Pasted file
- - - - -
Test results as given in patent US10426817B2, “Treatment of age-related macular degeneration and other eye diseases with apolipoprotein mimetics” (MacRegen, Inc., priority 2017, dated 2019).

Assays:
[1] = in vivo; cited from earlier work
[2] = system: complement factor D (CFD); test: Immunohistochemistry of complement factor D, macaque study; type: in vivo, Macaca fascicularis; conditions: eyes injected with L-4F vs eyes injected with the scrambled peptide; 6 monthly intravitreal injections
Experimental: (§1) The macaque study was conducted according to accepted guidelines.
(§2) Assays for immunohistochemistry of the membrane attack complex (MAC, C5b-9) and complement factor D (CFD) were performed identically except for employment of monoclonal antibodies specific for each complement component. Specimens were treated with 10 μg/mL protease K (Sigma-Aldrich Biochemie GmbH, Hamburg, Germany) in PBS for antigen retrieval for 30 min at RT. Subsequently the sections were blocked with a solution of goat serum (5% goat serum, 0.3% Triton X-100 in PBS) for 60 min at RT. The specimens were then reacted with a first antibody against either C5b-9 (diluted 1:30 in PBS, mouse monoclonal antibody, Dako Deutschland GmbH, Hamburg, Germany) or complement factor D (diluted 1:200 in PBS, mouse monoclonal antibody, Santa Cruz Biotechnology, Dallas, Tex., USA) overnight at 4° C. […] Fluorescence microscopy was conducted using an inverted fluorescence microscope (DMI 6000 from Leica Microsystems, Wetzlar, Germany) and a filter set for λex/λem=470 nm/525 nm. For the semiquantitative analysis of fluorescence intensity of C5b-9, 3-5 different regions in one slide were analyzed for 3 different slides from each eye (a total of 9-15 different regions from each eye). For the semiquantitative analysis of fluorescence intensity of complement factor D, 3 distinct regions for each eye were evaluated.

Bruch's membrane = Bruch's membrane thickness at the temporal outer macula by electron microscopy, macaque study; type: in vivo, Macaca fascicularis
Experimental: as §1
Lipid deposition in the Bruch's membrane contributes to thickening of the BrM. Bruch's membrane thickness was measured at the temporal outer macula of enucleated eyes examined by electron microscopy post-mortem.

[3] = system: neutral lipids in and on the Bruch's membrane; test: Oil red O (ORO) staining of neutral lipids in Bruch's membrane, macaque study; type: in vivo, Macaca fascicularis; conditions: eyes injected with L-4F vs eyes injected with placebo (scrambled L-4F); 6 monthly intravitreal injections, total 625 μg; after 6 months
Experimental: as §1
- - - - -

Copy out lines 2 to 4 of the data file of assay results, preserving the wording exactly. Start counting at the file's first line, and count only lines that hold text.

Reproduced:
Assays:
[1] = in vivo; cited from earlier work
[2] = system: complement factor D (CFD); test: Immunohistochemistry of complement factor D, macaque study; type: in vivo, Macaca fascicularis; conditions: eyes injected with L-4F vs eyes injected with the scrambled peptide; 6 monthly intravitreal injections